So the people had been ‘washed’ through John’s baptism – their decision – but they hadn’t received the gift that God had for them. When Paul laid his hands on them God filled them with the Holy Spirit, evidenced by their speaking in tongues and prophesying! God had made them his own. If you have time read the rest of Chapter 19 of Acts – it is very revealing. It’s not just the decision we make it’s also God’s response to our repentance and decision to allow him to deal with our shame and sin when we ask him into our lives. Of course, this isn’t just a one off request; we continually need to ask to be filled with the Holy Spirit to help us to keep our new identity and to have the help to become the people God wants us to be – to fulfil our potential.
“Therefore, I urge you brothers and sisters, in view of God’s mercy, to offer your bodies as living sacrifices, holy and pleasing to God – this is your spiritual act of worship. Do not conform any longer to the pattern of this world, but be transformed by the renewing of your mind. Then you will be able to test and approve what God’s will is – his good, pleasing and perfect will.” (Romans 12:1-2)
Our ambition should be to seek an increasingly closer relationship with God; to allow him to lead us along the path he has laid out for us, so we can search and determine what his priorities are. Peter explains it like this:
“As you come to him (Jesus) the living Stone – rejected by men but chosen by God and precious to him – you also, like living stones, are being built into a spiritual house to be a holy priesthood, offering spiritual sacrifices acceptable to God through Jesus Christ.”
Meeting together to worship, pray and celebrate, strengthens us and encourages us to allow the Holy Spirit to unlock our potential to achieve great things for God, both individually and collectively as the Body of Christ; to achieve things we never imagined we could do Our identity in Christ is shared by all Christians throughout the world, reaching down to us in our rural churches. There are many examples of individuals or small groups of people who have done amazing things sometimes against all odds because they had the courage to follow the vision God gave them: 24/7 prayer, Jackie Pullinger and the walled city in Hong Kong, Samaritans (1 vicar), Water Aid, Open Doors(1 Brother Andrew), Release International (1 Richard Wurmbrandt), and Send a Cow; in fact a large proportion of today’s aid organisations. What about what has been achieved here; The Drop in Centre, the Food Bank and the Sukkot house? All three started with the vision of one or two people and their perseverance to see them to fulfilment.;.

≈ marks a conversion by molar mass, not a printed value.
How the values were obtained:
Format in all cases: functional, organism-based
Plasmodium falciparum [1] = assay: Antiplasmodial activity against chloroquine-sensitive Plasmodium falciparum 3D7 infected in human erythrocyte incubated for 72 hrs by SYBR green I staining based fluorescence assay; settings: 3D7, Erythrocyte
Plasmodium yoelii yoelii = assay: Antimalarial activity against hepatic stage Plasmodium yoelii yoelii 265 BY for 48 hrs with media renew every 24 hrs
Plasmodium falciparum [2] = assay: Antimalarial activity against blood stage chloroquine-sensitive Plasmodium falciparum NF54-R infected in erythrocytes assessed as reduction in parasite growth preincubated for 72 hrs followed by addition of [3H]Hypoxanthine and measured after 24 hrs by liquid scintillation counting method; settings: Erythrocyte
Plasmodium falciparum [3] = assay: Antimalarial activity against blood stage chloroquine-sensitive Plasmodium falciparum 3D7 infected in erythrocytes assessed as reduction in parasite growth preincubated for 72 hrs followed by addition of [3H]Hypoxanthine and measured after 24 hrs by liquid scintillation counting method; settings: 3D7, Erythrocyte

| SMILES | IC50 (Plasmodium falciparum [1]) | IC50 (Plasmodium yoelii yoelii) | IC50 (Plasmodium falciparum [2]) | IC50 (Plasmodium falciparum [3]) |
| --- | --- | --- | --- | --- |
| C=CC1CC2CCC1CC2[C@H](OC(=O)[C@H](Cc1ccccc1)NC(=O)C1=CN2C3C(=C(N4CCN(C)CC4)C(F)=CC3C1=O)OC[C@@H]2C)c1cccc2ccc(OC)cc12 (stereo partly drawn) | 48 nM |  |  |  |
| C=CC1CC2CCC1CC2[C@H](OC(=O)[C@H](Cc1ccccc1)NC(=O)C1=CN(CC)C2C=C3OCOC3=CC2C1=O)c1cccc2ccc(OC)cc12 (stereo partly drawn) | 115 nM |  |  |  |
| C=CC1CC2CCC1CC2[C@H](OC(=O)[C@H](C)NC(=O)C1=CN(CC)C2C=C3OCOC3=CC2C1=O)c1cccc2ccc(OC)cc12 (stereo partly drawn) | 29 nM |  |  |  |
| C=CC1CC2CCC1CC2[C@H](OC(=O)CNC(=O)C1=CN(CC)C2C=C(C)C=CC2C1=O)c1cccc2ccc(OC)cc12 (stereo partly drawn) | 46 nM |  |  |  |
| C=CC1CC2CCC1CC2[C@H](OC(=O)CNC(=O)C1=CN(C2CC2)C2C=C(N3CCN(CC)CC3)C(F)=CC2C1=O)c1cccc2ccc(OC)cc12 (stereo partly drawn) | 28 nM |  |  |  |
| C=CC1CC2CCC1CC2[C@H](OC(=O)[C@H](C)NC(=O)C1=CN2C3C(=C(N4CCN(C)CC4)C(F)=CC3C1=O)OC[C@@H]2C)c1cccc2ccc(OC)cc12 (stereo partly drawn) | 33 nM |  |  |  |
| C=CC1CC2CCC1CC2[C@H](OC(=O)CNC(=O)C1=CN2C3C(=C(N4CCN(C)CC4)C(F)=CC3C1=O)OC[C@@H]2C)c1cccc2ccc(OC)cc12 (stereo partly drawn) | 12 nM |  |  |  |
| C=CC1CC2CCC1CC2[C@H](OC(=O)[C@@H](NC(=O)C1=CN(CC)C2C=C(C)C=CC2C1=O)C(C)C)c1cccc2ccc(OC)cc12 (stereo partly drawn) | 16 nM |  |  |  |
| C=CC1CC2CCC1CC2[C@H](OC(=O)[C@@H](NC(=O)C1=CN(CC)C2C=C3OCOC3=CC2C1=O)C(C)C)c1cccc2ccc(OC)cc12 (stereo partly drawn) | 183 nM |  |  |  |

We read in Proverbs 19:17: “Whoever is generous to the poor lends to God, and he will repay them for their deed.”
What does all of this mean for us in 2021 and beyond? What is our response to the challenges we face – climate change, independence from Europe, the pandemic, inequality – in the future? Do we sigh and say it isn’t possible to do all the things we want to? Or do we put our trust in the living God, seek his will for us and for our churches pray together and have an expectation that he will give us what we need to continue his work here? God will give us what we need in his good time and in response to the sacrifices we make to further his kingdom.
God says, “I will build my church.”
God will build up his church using us as his living stones. We, for our part need to:
Be Active in worship
Continue to support the work of the church
Find Time to pray each day
Support those in need.
Just as the early church was identified through its acts so we too should be identifiable through our actions.
We have a significant part to play and the church here is still a focal part of the community. Let us pray and work together to keep it as such for years and centuries to come.